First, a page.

• NHIN Direct is an open government initiative started by the ONC, and is an integral component in a broader national strategy to have an interconnected health system through a Nationwide Health Information Network (NHIN). The NHIN is a set of communication conventions that provide the foundation for the secure exchange of health information including technical, policy, data use and service level agreements and other requirements that enable secure health information exchange over the Internet. The various initiatives that are currently ongoing with the ONC guidance is as shown in Figure 3.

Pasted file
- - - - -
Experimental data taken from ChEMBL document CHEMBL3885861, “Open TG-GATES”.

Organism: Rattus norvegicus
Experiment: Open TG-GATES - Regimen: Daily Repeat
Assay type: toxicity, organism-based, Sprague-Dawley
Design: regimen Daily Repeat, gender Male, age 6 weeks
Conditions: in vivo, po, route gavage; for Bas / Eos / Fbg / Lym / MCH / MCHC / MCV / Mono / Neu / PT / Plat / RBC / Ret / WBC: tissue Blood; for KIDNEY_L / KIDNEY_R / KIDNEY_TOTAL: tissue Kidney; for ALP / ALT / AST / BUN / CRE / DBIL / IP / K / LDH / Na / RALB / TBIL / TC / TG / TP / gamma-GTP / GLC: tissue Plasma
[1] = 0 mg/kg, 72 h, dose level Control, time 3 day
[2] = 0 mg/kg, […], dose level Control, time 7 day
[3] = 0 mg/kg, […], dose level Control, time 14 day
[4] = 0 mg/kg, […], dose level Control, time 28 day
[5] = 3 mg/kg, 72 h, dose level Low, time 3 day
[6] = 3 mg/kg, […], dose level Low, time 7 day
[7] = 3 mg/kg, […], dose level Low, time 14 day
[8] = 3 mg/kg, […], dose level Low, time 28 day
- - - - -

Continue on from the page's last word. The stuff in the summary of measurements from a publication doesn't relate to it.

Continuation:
Figure 3: NHIN and it’s various ongoing initiatives<br />The NHIN standards and services will ultimately constitute the standards and services developed by both NHIN Direct and NHIN Exchange. <br />The NHIN Exchange connects a diverse set of Federal Organizations and private entities to securely exchange health information using the NHIN Gateway standards and services that exist currently. The NHIN Gateway standards include selected IHE Information Technology Infrastructure integration profiles and transactions, such as Cross-Gateway Patient Discovery, Registry Stored Query, and Retrieve Documents. The NHIN Connect project provides open source reference implementation in support of NHIN Exchange. In order to participate and adopt NHIN Exchange services, an organization needs to complete an “On-boarding” process that consists of:<br />An application for participation with a sponsoring Federal Agency<br />Execute a trust agreement called DURSA (Data Use and Reciprocal Support Agreement)<br />Complete required testing and validation of the NHIN Exchange services.<br />Organizations have to be accepted by the NHIN Cooperative which operates the NHIN Exchange<br />Unlike the NHIN Exchange, the NHIN Direct project does not require the adopting organization to participate in a formal federal on-boarding process, and hence lowers the barrier for adoption of electronic health records (EHRs). The NHIN Direct standards and services can be implemented by any organization or community with its own governance body and can communicate with other communities using the standards and services without a central governance structure. <br />NHIN Direct Project Organization and Participation: <br />The NHIN Direct project is coordinated by Arien Malec with the guidance of the Office of the National Coordinator. The policy direction for NHIN Direct is provided by the NHIN Work Group of the HIT Policy Committee, and oversight related to technology standards is provided by the HIT Standards Committee. <br />Figure 4: Integration of NHIN Direct in the HITSC and HITPC project calendars<br />The NHIN Direct project provides multiple avenues for organizations to contribute to the development of standards and services. To facilitate effective coordination and expedited development of standards and services, the NHIN Direct project is organized into multiple work groups, each of which has a dedicated set of goals and timeline.<br />The work group collaboration is facilitated by use of a wiki (http://www.nhindirect.org), by weekly and monthly meetings, and by blogs and discussion lists. Currently the NHIN Direct project has more than 200 participants from over 60 different organizations. These participants include EHR/PHR vendors, Medical Organizations, Systems Integrators, IDN’s, Federal Organizations, State and Regional HIOs, HIE Technology Organizations, and HIT Consultants. Many NHIN Direct participants are also active in standards organizations such as HL7, IHE, ASTM, etc. The participants provide varying levels of support to the NHIN Direct project. <br />Technical Discussion<br />This section discusses the various NHIN Direct specifications, services, and standards. Each of the subsections provides an overview and discusses the key elements that comprise the NHIN Direct specifications.<br />7.1NHIN Direct Terminology and Concepts: <br />The NHIN Direct Abstract Model shown in HYPERLINK l "_3.2_How_does" Figure 2 is used to define the following concepts which will be used extensively in creating the NHIN Direct standards and services for health information exchange.<br />Source and Destination:<br />The source and destination are concepts that are used to represent the sender and the receiver of information in an NHIN Direct health information exchange. <br />For example consider a provider (say Dr John Doe) is referring a patient to a specialist (say Dr Mary Jane). In this scenario Dr John Doe would be Source and Dr Mary Jane would be the Destination. <br />Health Internet Service Provider (HISP):<br />The NHIN Direct HISP represents the entity that is responsible for delivering health information messages between senders and receivers over the internet. In the internet world an ISP (Internet Service Provider) provides services that enable people or organization to use in the internet. Similarly a HISP provides services that enable providers or health organizations to exchange health information using the internet.<br />Another example is to think of the HISP as being similar to a postal delivery service which is responsible for routing packages between a sender and receiver using various transportation methods like trucks, planes, ships etc. One difference, however, is that a HISP does not have to be a large nationwide organization like the US Postal Service, FedEx, or UPS. It can be a local service like a local Internet Service provider, or can be built into EHR, <br />NHIN Direct Address: <br />The NHIN Direct Address represents a unique source or destination or a HISP. <br />In the real world this is similar to a person having a unique postal address, the post office having a unique name and address.<br />NHIN Direct Address is composed of 2 parts:<br />NHIN Direct Address = Health End Point Name + Health Domain Name. <br />For example Dr John Doe might have an NHIN Direct Address of john_doe@google.com, where google.com represents the unique Health Domain Name and john_doe represents a unique Health End Point Name assigned by google.com. <br />Note 1: Google.com is the organization that assigns the unique id of john_doe to Dr John Doe after verifying the person’s credentials. <br />Note 2: There can be a second Dr John Doe associated with a different domain name such as john_doe@yahoo.com and in this case Yahoo.com is the organization assigning the second John Doe a unique end point name. <br />Note 3: A single doctor (say Dr Mary Jane) who works with multiple organizations can end up having multiple NHIN Direct Addresses such as mary_jane@yahoo.com and mary_jane@google.com. The different end points can be used for different purposes.<br />In the real world all of the above examples are similar to multiple people having same name but being distinguished by the place where they physically live, or a single person having a personal address to live and a professional address that is used to deliver their professional services. <br />NHIN Direct Source Edge Protocol: <br />The NHIN Direct Source Edge protocol refers to the transport mechanism used to transfer information between the Source and the HISP that is used by the source to send information to the destination. <br />NHIN Direct Destination Edge Protocol: <br />The NHIN Direct Destination Edge protocol refers to the transport mechanism used to transfer information between the HISP and the destination belonging to that HISP. <br />NHIN Direct Backbone Protocol: <br />The NHIN Direct Backbone protocol refers to the transport mechanism used to transfer information between the HISPs. <br />NHIN Direct Message:<br />The NHIN Direct Message refers to the content of the information being transferred from the source to the destination. For example the NHIN Direct Message is similar to a package that is sent from one person to another via the postal service such as a simple post card or a package of materials.<br />NHIN Direct HISP Address Directory:<br />The NHIN Direct HISP Address Directory acts as an authoritative source to identify the address and domain name of a HISP. This is similar to the concept of yellow pages which contains the addresses of various organizations or people. <br />NHIN Direct Protocols and Payload:<br />This section provides the recommended technology choices of NHIN Direct to implement the various NHIN Direct standards and services. <br />NHIN Direct Backbone Protocol choices<br />The NHIN Direct transport specifications for the backbone protocol have two parts: <br />A set of specifications based on SMTP providing a common denominator solution encompassing all providers, and intended as a stepping stone to NHIN Exchange<br />A set of specifications based on XDR allowing participants in NHIN Exchange to fulfill the user stories<br />In addition, early implementations are expected to provide combination SMTP and modified-XDR HISPs with service discovery to enable native XDR end-to-end transport. To meet policy requirements, XDR will need to be modified to separate address metadata from content metadata.<br />The specifications rest on the following assumptions:<br />The sender has fulfilled all legal, regulatory and policy requirements such as consent, authorization, accounting of disclosure, privacy notices, data use restrictions incumbent on the receiver, and the like prior to initiating transport<br />The sender and receiver have ensured that agents of the sender and receiver (for example, HIO, HISP, intermediary) are authorized to act as such and are authorized to handle PHI according to law and policy.<br />Sender intends to send to the receiver and has verified and confirmed the accuracy of receiver's address prior to initiating transport<br />NHIN Direct Edge Protocol choices<br />Examples using various protocols<br />Health Content Container (Multipart MIME Message)<br />Multipart Mime with XDM payload<br />NHIN Direct Security: <br />Do we need to discuss both SMTP and XDR security models and protocols ? <br />NHIN D Security Agent is applicable only to the SMTP backbone..<br />Goals of the Security Model<br />PKI Infrastructure using X.509 certificates<br />Certificate Anchors and circles of Trust:<br />Sender Verification:<br />Protecting Message content in transit: (S/MIME)<br />Certificate Revocation:<br />NHIN Direct Reference Implementation: <br />Glossary, References and Other Links:<br />8.1Standards: <br />The section contains a list of all the standards that are applicable to the various NHIN Direct concepts, standards and services.<br />NHIN Direct ConceptStandards ApplicableRequirements definitionRFC 2119Health Domain Name FormatRFC 1034Health Endpoint Name Format RFC 5322Health Content Container RFC 2045, RFC 2046, RFC 2387 (MIME)Securing the Content in NHIN Direct MessagesRFC 1847, (S/MIME)Secure Point-to-point communication transportSMTPSOAP transport governed by IHE XDR and XDD profiles<br />8.2Index of Acronyms<br />ASTM<br />CMS<br />DURSA<br />EHR<br />HIE<br />HIO<br />HIT<br />HISP<br />HITPC<br />HITSC<br />HISP<br />HL7<br />IDN<br />IHE<br />MIME<br />MU<br />NHIN<br />ONC<br />PHR<br />